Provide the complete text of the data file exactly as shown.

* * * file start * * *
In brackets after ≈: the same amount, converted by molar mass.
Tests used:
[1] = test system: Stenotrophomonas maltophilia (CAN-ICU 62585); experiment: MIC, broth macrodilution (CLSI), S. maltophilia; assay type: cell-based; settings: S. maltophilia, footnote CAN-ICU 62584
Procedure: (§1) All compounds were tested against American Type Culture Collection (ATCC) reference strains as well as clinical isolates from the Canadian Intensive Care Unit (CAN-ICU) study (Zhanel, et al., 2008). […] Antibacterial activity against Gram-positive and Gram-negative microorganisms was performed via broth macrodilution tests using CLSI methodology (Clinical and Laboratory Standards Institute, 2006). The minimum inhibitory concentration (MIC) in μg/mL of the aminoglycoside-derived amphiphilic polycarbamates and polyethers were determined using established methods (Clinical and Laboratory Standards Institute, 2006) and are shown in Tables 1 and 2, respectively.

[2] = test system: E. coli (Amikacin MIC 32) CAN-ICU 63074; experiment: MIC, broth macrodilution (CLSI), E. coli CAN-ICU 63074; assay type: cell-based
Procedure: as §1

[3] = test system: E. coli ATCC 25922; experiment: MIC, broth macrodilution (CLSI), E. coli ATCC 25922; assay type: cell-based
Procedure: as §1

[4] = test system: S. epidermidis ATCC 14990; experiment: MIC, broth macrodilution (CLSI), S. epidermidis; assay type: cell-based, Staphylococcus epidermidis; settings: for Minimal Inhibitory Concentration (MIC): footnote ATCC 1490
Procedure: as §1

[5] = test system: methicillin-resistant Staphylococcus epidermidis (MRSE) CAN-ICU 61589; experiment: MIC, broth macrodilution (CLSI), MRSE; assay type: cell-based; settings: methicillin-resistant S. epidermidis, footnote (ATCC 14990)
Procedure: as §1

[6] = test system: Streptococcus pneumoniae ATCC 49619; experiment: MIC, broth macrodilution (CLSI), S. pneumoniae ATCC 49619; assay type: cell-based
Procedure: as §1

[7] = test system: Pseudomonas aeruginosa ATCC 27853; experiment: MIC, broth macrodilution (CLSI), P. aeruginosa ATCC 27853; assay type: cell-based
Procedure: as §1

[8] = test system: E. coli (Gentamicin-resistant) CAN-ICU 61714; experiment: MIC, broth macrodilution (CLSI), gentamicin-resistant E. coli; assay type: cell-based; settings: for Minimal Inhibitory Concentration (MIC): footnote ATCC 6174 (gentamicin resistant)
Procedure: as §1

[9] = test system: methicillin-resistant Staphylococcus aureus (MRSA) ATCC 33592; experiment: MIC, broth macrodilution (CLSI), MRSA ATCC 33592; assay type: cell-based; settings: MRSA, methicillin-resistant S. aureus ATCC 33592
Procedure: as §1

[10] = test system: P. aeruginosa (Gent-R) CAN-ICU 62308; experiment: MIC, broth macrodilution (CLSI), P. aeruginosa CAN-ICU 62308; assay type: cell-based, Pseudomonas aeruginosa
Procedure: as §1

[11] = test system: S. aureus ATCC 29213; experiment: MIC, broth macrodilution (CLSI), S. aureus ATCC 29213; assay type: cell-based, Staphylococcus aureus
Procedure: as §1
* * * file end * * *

In brackets after ≈: the same amount, converted by molar mass.
Tests used:
[1] = test system: Stenotrophomonas maltophilia (CAN-ICU 62585); experiment: MIC, broth macrodilution (CLSI), S. maltophilia; assay type: cell-based; settings: S. maltophilia, footnote CAN-ICU 62584
Procedure: (§1) All compounds were tested against American Type Culture Collection (ATCC) reference strains as well as clinical isolates from the Canadian Intensive Care Unit (CAN-ICU) study (Zhanel, et al., 2008). […] Antibacterial activity against Gram-positive and Gram-negative microorganisms was performed via broth macrodilution tests using CLSI methodology (Clinical and Laboratory Standards Institute, 2006). The minimum inhibitory concentration (MIC) in μg/mL of the aminoglycoside-derived amphiphilic polycarbamates and polyethers were determined using established methods (Clinical and Laboratory Standards Institute, 2006) and are shown in Tables 1 and 2, respectively.

[2] = test system: E. coli (Amikacin MIC 32) CAN-ICU 63074; experiment: MIC, broth macrodilution (CLSI), E. coli CAN-ICU 63074; assay type: cell-based
Procedure: as §1

[3] = test system: E. coli ATCC 25922; experiment: MIC, broth macrodilution (CLSI), E. coli ATCC 25922; assay type: cell-based
Procedure: as §1

[4] = test system: S. epidermidis ATCC 14990; experiment: MIC, broth macrodilution (CLSI), S. epidermidis; assay type: cell-based, Staphylococcus epidermidis; settings: for Minimal Inhibitory Concentration (MIC): footnote ATCC 1490
Procedure: as §1

[5] = test system: methicillin-resistant Staphylococcus epidermidis (MRSE) CAN-ICU 61589; experiment: MIC, broth macrodilution (CLSI), MRSE; assay type: cell-based; settings: methicillin-resistant S. epidermidis, footnote (ATCC 14990)
Procedure: as §1

[6] = test system: Streptococcus pneumoniae ATCC 49619; experiment: MIC, broth macrodilution (CLSI), S. pneumoniae ATCC 49619; assay type: cell-based
Procedure: as §1

[7] = test system: Pseudomonas aeruginosa ATCC 27853; experiment: MIC, broth macrodilution (CLSI), P. aeruginosa ATCC 27853; assay type: cell-based
Procedure: as §1

[8] = test system: E. coli (Gentamicin-resistant) CAN-ICU 61714; experiment: MIC, broth macrodilution (CLSI), gentamicin-resistant E. coli; assay type: cell-based; settings: for Minimal Inhibitory Concentration (MIC): footnote ATCC 6174 (gentamicin resistant)
Procedure: as §1

[9] = test system: methicillin-resistant Staphylococcus aureus (MRSA) ATCC 33592; experiment: MIC, broth macrodilution (CLSI), MRSA ATCC 33592; assay type: cell-based; settings: MRSA, methicillin-resistant S. aureus ATCC 33592
Procedure: as §1

[10] = test system: P. aeruginosa (Gent-R) CAN-ICU 62308; experiment: MIC, broth macrodilution (CLSI), P. aeruginosa CAN-ICU 62308; assay type: cell-based, Pseudomonas aeruginosa
Procedure: as §1

[11] = test system: S. aureus ATCC 29213; experiment: MIC, broth macrodilution (CLSI), S. aureus ATCC 29213; assay type: cell-based, Staphylococcus aureus
Procedure: as §1